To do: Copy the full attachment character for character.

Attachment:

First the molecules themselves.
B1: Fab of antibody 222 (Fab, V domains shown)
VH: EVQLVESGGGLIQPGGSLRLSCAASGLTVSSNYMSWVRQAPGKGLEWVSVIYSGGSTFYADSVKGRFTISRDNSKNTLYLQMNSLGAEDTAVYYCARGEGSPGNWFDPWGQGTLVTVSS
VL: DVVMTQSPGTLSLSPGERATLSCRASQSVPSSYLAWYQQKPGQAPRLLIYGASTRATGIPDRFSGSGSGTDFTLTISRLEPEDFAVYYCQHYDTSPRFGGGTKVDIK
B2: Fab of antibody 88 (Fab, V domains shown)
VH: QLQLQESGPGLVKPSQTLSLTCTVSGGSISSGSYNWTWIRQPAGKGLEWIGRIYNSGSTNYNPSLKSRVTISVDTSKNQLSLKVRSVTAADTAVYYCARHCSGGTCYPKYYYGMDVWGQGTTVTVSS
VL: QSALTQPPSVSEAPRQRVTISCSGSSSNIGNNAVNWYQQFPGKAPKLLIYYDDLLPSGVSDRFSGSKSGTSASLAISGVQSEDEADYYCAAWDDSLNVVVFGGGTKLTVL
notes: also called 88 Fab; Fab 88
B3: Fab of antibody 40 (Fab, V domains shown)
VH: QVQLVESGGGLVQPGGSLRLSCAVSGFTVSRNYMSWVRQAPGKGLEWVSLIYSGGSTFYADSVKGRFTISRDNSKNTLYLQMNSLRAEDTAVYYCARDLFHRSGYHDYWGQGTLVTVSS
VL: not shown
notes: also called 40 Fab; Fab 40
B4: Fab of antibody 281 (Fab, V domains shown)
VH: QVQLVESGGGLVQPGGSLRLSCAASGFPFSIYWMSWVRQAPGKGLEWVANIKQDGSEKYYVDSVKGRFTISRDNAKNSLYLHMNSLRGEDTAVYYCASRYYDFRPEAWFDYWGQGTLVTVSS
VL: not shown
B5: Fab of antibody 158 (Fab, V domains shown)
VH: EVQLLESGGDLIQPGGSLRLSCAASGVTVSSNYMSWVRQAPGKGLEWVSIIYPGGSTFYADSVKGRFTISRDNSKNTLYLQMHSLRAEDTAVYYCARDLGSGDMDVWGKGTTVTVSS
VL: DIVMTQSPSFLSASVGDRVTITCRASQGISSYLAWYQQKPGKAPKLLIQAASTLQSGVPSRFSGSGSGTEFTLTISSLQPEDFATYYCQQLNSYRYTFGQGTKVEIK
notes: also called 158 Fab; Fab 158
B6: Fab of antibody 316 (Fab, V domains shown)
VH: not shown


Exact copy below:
First the molecules themselves.
B1: Fab of antibody 222 (Fab, V domains shown)
VH: EVQLVESGGGLIQPGGSLRLSCAASGLTVSSNYMSWVRQAPGKGLEWVSVIYSGGSTFYADSVKGRFTISRDNSKNTLYLQMNSLGAEDTAVYYCARGEGSPGNWFDPWGQGTLVTVSS
VL: DVVMTQSPGTLSLSPGERATLSCRASQSVPSSYLAWYQQKPGQAPRLLIYGASTRATGIPDRFSGSGSGTDFTLTISRLEPEDFAVYYCQHYDTSPRFGGGTKVDIK
B2: Fab of antibody 88 (Fab, V domains shown)
VH: QLQLQESGPGLVKPSQTLSLTCTVSGGSISSGSYNWTWIRQPAGKGLEWIGRIYNSGSTNYNPSLKSRVTISVDTSKNQLSLKVRSVTAADTAVYYCARHCSGGTCYPKYYYGMDVWGQGTTVTVSS
VL: QSALTQPPSVSEAPRQRVTISCSGSSSNIGNNAVNWYQQFPGKAPKLLIYYDDLLPSGVSDRFSGSKSGTSASLAISGVQSEDEADYYCAAWDDSLNVVVFGGGTKLTVL
notes: also called 88 Fab; Fab 88
B3: Fab of antibody 40 (Fab, V domains shown)
VH: QVQLVESGGGLVQPGGSLRLSCAVSGFTVSRNYMSWVRQAPGKGLEWVSLIYSGGSTFYADSVKGRFTISRDNSKNTLYLQMNSLRAEDTAVYYCARDLFHRSGYHDYWGQGTLVTVSS
VL: not shown
notes: also called 40 Fab; Fab 40
B4: Fab of antibody 281 (Fab, V domains shown)
VH: QVQLVESGGGLVQPGGSLRLSCAASGFPFSIYWMSWVRQAPGKGLEWVANIKQDGSEKYYVDSVKGRFTISRDNAKNSLYLHMNSLRGEDTAVYYCASRYYDFRPEAWFDYWGQGTLVTVSS
VL: not shown
B5: Fab of antibody 158 (Fab, V domains shown)
VH: EVQLLESGGDLIQPGGSLRLSCAASGVTVSSNYMSWVRQAPGKGLEWVSIIYPGGSTFYADSVKGRFTISRDNSKNTLYLQMHSLRAEDTAVYYCARDLGSGDMDVWGKGTTVTVSS
VL: DIVMTQSPSFLSASVGDRVTITCRASQGISSYLAWYQQKPGKAPKLLIQAASTLQSGVPSRFSGSGSGTEFTLTISSLQPEDFATYYCQQLNSYRYTFGQGTKVEIK
notes: also called 158 Fab; Fab 158
B6: Fab of antibody 316 (Fab, V domains shown)
VH: not shown